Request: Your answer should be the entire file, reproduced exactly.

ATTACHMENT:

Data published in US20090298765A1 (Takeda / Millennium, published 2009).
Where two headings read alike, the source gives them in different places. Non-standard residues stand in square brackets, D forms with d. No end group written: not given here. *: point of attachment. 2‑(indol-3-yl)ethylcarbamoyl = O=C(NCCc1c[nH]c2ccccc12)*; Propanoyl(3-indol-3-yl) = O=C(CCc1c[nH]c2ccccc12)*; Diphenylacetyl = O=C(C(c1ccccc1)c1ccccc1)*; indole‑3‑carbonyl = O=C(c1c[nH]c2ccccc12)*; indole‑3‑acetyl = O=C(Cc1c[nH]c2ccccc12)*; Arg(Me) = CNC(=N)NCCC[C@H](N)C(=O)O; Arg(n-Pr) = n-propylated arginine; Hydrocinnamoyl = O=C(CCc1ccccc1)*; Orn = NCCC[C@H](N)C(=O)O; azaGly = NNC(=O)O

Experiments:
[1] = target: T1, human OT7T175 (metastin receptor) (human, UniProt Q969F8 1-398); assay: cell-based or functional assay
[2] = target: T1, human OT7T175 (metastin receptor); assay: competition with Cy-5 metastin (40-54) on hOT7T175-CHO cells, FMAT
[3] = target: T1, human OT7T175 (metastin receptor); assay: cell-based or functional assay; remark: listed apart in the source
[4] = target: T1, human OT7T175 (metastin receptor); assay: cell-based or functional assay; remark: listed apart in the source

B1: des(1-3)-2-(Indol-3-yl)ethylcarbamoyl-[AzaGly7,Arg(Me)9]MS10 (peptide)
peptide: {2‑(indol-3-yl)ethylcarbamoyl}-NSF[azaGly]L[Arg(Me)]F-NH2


Data published in US20090298765A1 (Takeda / Millennium, published 2009).
Where two headings read alike, the source gives them in different places. Non-standard residues stand in square brackets, D forms with d. No end group written: not given here. *: point of attachment. 2‑(indol-3-yl)ethylcarbamoyl = O=C(NCCc1c[nH]c2ccccc12)*; Propanoyl(3-indol-3-yl) = O=C(CCc1c[nH]c2ccccc12)*; Diphenylacetyl = O=C(C(c1ccccc1)c1ccccc1)*; indole‑3‑carbonyl = O=C(c1c[nH]c2ccccc12)*; indole‑3‑acetyl = O=C(Cc1c[nH]c2ccccc12)*; Arg(Me) = CNC(=N)NCCC[C@H](N)C(=O)O; Arg(n-Pr) = n-propylated arginine; Hydrocinnamoyl = O=C(CCc1ccccc1)*; Orn = NCCC[C@H](N)C(=O)O; azaGly = NNC(=O)O

Experiments:
[1] = target: T1, human OT7T175 (metastin receptor) (human, UniProt Q969F8 1-398); assay: cell-based or functional assay
[2] = target: T1, human OT7T175 (metastin receptor); assay: competition with Cy-5 metastin (40-54) on hOT7T175-CHO cells, FMAT
[3] = target: T1, human OT7T175 (metastin receptor); assay: cell-based or functional assay; remark: listed apart in the source
[4] = target: T1, human OT7T175 (metastin receptor); assay: cell-based or functional assay; remark: listed apart in the source

B1: des(1-3)-2-(Indol-3-yl)ethylcarbamoyl-[AzaGly7,Arg(Me)9]MS10 (peptide)
peptide: {2‑(indol-3-yl)ethylcarbamoyl}-NSF[azaGly]L[Arg(Me)]F-NH2